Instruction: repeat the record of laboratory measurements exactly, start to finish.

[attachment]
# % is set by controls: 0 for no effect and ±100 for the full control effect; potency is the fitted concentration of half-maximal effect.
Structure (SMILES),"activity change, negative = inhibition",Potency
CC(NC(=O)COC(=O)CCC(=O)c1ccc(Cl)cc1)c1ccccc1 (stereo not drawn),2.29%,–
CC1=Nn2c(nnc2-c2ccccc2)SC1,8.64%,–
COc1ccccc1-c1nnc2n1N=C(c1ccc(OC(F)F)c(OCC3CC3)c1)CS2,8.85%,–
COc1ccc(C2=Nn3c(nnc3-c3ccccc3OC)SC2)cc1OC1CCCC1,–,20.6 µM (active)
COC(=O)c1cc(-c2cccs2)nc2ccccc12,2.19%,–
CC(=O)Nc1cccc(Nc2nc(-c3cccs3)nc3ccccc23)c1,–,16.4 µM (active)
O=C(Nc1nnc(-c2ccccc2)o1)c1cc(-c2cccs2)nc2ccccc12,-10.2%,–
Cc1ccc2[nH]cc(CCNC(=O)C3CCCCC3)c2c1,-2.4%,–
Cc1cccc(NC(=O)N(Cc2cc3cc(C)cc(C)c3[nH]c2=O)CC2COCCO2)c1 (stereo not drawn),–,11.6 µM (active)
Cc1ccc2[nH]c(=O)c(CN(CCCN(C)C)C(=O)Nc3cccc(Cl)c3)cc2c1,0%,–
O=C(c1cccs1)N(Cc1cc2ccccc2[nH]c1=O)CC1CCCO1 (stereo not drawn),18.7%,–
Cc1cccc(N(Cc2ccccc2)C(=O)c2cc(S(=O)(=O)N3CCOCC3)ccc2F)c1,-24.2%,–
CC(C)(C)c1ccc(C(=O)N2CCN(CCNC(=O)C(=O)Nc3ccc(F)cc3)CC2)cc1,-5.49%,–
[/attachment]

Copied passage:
# % is set by controls: 0 for no effect and ±100 for the full control effect; potency is the fitted concentration of half-maximal effect.
Structure (SMILES),"activity change, negative = inhibition",Potency
CC(NC(=O)COC(=O)CCC(=O)c1ccc(Cl)cc1)c1ccccc1 (stereo not drawn),2.29%,–
CC1=Nn2c(nnc2-c2ccccc2)SC1,8.64%,–
COc1ccccc1-c1nnc2n1N=C(c1ccc(OC(F)F)c(OCC3CC3)c1)CS2,8.85%,–
COc1ccc(C2=Nn3c(nnc3-c3ccccc3OC)SC2)cc1OC1CCCC1,–,20.6 µM (active)
COC(=O)c1cc(-c2cccs2)nc2ccccc12,2.19%,–
CC(=O)Nc1cccc(Nc2nc(-c3cccs3)nc3ccccc23)c1,–,16.4 µM (active)
O=C(Nc1nnc(-c2ccccc2)o1)c1cc(-c2cccs2)nc2ccccc12,-10.2%,–
Cc1ccc2[nH]cc(CCNC(=O)C3CCCCC3)c2c1,-2.4%,–
Cc1cccc(NC(=O)N(Cc2cc3cc(C)cc(C)c3[nH]c2=O)CC2COCCO2)c1 (stereo not drawn),–,11.6 µM (active)
Cc1ccc2[nH]c(=O)c(CN(CCCN(C)C)C(=O)Nc3cccc(Cl)c3)cc2c1,0%,–
O=C(c1cccs1)N(Cc1cc2ccccc2[nH]c1=O)CC1CCCO1 (stereo not drawn),18.7%,–
Cc1cccc(N(Cc2ccccc2)C(=O)c2cc(S(=O)(=O)N3CCOCC3)ccc2F)c1,-24.2%,–
CC(C)(C)c1ccc(C(=O)N2CCN(CCNC(=O)C(=O)Nc3ccc(F)cc3)CC2)cc1,-5.49%,–